Rolex is perhaps the most well-known watch brand in the world. The Swiss watchmaker regularly (albeit infrequently) debuts new models that nearly instantly become fan-favorites and as iconic as their predecessors. We look at the history of Rolex’s five most popular watch models.
1. Rolex Submariner
Although Rolex had already produced water-resistant watches, the Submariner was the brand’s declaration that it was breaking into the diving-watch market. The Rolex Submariner underwent a handful of rigorous field tests, conducted by the Institute for Deap Sea Research in Cannes, to prove its credibility as a professional diver’s watch. A Submariner predecessor was affixed to the front of August Piccard’s bathysphere (a spherical deep-sea submersible) in 1953. The vessel dove to 10,275 feet and surfaced with the prominently displayed Rolex in perfect working order. Championed by Rolex founder Hans Wildsorf and René-Paul Jeanneret, an experienced diver and Rolex board member, the Rolex Submariner design included a rotating bezel for divers to quickly read the remaining time of their dive.
And in 1954, the Rolex Submariner officially debuted at the Basel Watch Fair. Soon after, the Rolex Submariner was the watch of choice for the British Royal Navy (1955) and Royal Canadian Navy (1956).
Since its introduction, the Rolex Submariner’s design has been largely unchanged. The watch’s striking look is functional, professional and elegant.
2. Rolex Datejust II
The Rolex Oyster Perpetual Datejust (or Rolex Datejust) was a big-time “first” for Rolex and the greater horology industry. The Rolex Datejust was the first certified, self-winding chronometer watch manufactured by Rolex in 1945. It was also the first watch to include an automatically changing date function. (While we may take that date display for granted today, it was an incredible innovation in watch complications at the time.) In 1954, Rolex updated its Datejust with the date-manifying “Cyclops Lens” that has since become a hallmark of Rolex watches.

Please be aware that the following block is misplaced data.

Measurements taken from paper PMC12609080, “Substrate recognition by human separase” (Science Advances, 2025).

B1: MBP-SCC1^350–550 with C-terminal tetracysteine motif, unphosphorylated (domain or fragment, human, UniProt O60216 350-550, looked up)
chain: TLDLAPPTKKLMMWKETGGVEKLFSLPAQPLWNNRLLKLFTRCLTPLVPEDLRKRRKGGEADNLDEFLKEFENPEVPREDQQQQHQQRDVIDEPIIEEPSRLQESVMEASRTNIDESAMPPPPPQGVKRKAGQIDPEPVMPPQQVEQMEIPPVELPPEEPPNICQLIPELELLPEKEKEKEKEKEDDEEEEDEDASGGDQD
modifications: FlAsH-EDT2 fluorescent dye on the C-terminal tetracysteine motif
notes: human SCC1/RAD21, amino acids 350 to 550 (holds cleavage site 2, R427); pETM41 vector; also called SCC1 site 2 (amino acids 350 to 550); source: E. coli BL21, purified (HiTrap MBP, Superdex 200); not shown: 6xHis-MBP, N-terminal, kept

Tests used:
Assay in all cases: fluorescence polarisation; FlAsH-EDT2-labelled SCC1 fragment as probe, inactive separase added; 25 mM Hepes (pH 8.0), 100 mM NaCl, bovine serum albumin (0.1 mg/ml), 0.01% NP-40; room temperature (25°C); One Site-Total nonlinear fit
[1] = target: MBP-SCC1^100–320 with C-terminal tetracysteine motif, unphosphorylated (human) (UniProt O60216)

3. Rolex Yacht-Master
Introduced in 1992, the Rolex Yacht-Master is a comparative newcomer to the list. The Rolex Yacht-Master shares a lot of design and technical similarities with the Rolex Submariner but, given that it was made in 18Kgold, was meant to be a luxurious alternative to the Submariner. In 1999, Rolex released the Yacht-Master in Rolesium, a Rolex-exclusive material made of stainless steel and platinum.
The Rolex Yacht-Master II was introduced in 2007. Despite sharing a name with its predecessor, the Yacht-Master II has a very different aesthetic, namely a massive 44 mm case. The Yacht-Master II also has a special time-lapse bezel which, in keeping with the watch’s nautical theme, is meant to be used as a regatta timer. (Yacht skippers use a regatta timer to signal when their boat can cross the starting line.)
4. Rolex GMT-Master II
Launched in 1954, the Rolex GMT-Master II was designed in collaboration with Pan American Airways. Pilots and airline crews used Greenwich Mean Time (GMT) as the international time standard so their flight records, plans and schedules referenced this universal clock. In turn, Rolex designed the GMT-Master II which featured a 24-hour display and a rotating 24-hour scale bezel to help pilots quickly read the GMT or a second time zone. First produced only in stainless steel, the Rolex GMT-Master was intended to be a real “work horse” watch and featured a Cerachrom bezel which is even more scratch-resistant than steel.
Modern Rolex enthusiasts are fond of the GMT with a blue and red bezel, dubbed the “Pepsi Bezel” which was re-released in 2014. The Rolex GMT-Master II has also matured from its practical origins and is now offered in precious metals like gold and some more ornate designs feature precious stones. While these luxury GMT-Master watches may have a higher price tag, stainless steel vintage models are the savvy collector’s favorite—should they be lucky enough to find one!
5. Rolex Daytona
The Rolex Daytona was introduced in 1963. The design was inspired by racecar drivers and auto-enthusiasts and actor and IndyCar driver Paul Newman in particular. Newman is the namesake for the rare Rolex Daytona “Paul Newman” dial which features subtle design differences—like block markers instead of lines and seconds sub-dials at 15, 30, 45, and 60—often overlooked by the uninitiated. Newman wore his Rolex Daytona every day for 36 years until his death in 2008.
If you’re in the market for a new Rolex Daytona, expect to join a waiting list that has, at times, been eight years long. Rolex Daytona watches hailing from 1961 through 1987 (reference numbers 6238, 6239, 6240, 6241, 6262, 6263, 6264, and 6265) are incredibly rare and, in turn, highly prized by watch collectors. The high demand for a Rolex Daytona—new or pre-owned—means it retains—if not triples in—its resale value. To wit, Christie’s held an auction in Geneva of 50 Rolex Daytona watches and they collectively garnered over $13 million USD.